Lela is the rebel against her society, like the first Doctor.
Tobin is the clown, like the second Doctor.
Emony is the physical one, like the third Doctor.
Audrid is the gothic one, like the fourth Doctor.
Torias is the self-sacrificing one, like the fifth Doctor.
Joran is the bombastic, unstable one, like the sixth Doctor.
Curzon is the manipulator and the diplomat, like the seventh Doctor.

And there it all falls apart. It’s not the best analysis, and it really does misread some of the hosts, but I thought it made for an interesting parallel between the two characters.

Heck, in The Lives of Dax, Ezri even got a regeneration story, like the Doctor would. :)

2. RISING SON by S.D. Perry. This mass-market book is “The Jake Novel,” a story that runs parallel to everything that’s occured in the DS9 relaunch since Avatar, and explains exactly what happened to him.

I can’t wait for this.

3. UNITY by S.D. Perry. This is the celebratory DS9 tenth anniversary hardcover novel. This is a landmark story featuring a few things a lot of people have been waiting for, plus some other things they may not be expecting. :)

Unity suggests a couple of things, based solely upon the title:

  1. Bajor joins the Federation.
  2. The relationship between Bajor and Cardassia, hinted at in Avatar, is explained.
  3. Ezri solves her mental stability problems, becoming a more unified personality.

Or it could be none of these. But just going from the title, any of these might be possible.

In any case, I’m looking forward to this.

In addition, there’ll be a celebratory all-DS9 anthology published later in the year, featuring stories set throughout the run of the TV series, by a variety of new and familiar authors. More information on this project to follow.

Excellent.

On the Christmas Round-Up

Ah, Christmas. It’s over. I think I can breathe now.

What an incredible Christmas! At Electronics Boutique, we would do as much in a single day as Payless would do in an entire week. There were moments of extreme insanity. I know people keep talking about the terrible recession we’ve found ourselves in, but I didn’t see it. Sales were stronger this year than last. Great stuff.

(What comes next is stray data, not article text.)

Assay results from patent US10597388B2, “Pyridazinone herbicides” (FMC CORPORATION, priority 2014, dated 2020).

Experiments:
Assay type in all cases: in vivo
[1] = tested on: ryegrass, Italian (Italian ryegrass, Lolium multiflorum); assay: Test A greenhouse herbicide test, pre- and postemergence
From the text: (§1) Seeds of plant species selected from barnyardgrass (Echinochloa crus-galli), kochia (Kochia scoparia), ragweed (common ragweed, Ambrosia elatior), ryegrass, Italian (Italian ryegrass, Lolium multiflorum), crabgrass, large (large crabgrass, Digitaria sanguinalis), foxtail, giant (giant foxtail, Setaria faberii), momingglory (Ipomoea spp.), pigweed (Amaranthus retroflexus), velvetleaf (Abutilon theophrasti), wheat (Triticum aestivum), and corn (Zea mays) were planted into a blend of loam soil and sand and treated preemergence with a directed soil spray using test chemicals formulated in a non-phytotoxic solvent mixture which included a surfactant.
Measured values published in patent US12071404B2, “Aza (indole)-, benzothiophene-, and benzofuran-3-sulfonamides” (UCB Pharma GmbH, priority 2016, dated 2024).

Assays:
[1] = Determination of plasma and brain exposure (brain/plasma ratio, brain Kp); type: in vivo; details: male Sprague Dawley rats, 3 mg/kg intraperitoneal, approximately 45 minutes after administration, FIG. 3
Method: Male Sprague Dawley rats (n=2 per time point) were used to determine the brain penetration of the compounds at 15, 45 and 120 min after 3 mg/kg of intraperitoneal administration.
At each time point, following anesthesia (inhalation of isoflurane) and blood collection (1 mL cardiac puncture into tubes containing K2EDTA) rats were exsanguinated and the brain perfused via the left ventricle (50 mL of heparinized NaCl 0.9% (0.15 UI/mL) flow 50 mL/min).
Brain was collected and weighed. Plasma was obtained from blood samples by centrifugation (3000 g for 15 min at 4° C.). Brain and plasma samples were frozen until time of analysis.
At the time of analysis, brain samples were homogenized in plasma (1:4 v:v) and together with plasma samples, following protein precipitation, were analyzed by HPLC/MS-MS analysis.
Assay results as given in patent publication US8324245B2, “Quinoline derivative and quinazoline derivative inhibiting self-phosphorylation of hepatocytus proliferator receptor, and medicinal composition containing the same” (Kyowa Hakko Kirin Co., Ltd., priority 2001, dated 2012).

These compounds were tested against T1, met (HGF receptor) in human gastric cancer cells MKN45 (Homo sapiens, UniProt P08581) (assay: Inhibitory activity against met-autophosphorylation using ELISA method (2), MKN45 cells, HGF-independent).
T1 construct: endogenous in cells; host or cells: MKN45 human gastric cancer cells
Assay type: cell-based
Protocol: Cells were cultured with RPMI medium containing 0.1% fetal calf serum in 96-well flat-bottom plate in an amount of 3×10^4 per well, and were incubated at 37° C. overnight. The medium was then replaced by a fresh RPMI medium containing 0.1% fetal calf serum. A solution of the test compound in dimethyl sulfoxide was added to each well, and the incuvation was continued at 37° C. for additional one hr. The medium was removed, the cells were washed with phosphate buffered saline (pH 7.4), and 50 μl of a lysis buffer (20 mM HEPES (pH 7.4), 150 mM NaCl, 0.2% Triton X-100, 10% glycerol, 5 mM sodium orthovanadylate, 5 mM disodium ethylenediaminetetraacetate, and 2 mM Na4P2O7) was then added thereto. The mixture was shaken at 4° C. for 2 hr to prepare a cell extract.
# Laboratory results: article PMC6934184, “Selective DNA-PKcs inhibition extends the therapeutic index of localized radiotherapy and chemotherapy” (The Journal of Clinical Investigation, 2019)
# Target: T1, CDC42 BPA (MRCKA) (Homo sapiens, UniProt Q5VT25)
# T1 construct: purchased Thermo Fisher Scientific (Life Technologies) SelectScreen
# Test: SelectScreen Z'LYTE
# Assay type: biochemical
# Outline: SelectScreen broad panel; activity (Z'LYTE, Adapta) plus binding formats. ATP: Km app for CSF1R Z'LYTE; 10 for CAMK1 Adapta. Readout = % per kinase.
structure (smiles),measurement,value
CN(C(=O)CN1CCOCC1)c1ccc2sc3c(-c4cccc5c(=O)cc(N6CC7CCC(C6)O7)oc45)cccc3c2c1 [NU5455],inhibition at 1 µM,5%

Yesterday was insane. People returning the games they didn’t want. People redeeming the gift cards they were given. Honestly, yesterday was busier than any day during the Christmas shopping season. Simply insane.

The one thing I was looking forward to the whole Christmas season was Christmas Eve. Sci-Fi was showing the Paul McGann Doctor Who film, and I hadn’t seen it since May 1996. (Yes, I took the plunge and bought a DirecTV system in the fall. Really nice, really nice.) If I could just make it another day, that would put me one day closer to seeing Paul McGann as the Doctor. I went ahead and taped it, went to Chameleon Circuit and printed out a video cover for it, and now it’s filed away on my shelf.

Impressions after five years? I never thought it was a bad film, though Daphne Ashbrooke never really clicked for me. (Honestly, I thought she was at her best when the Master had mental possession of her and her eyes were black.) Eric Roberts was okay as the Master. The thing had a simply fantastic look. Yes, it looked completely different than anything Who had done before, but there’s nothing wrong with that. No, the story doesn’t entirely hang together (and the Seventh Doctor suffers a “stupid death”), but that’s nothing new in Doctor Who. There’s one aspect of the eighth Doctor’s personality that I’ve never seen picked up elsewhere, that habit of dropping hints to random people on their futures.

I did some mental comparisons between the TVM and the McGann Big Finish audios. It seems to me that the McGann audios are the one place were the four-episode structure isn’t appropriate because that structure isn’t representative of his “era.” And had the TVM gone to a series, it wouldn’t have been structured the way Doctor Who had been structured in the past. I can’t imagine FOX broadcasting Doctor Who as a series of multi-part half-hour episodes. I can’t imagine any American broadcast network doing that today.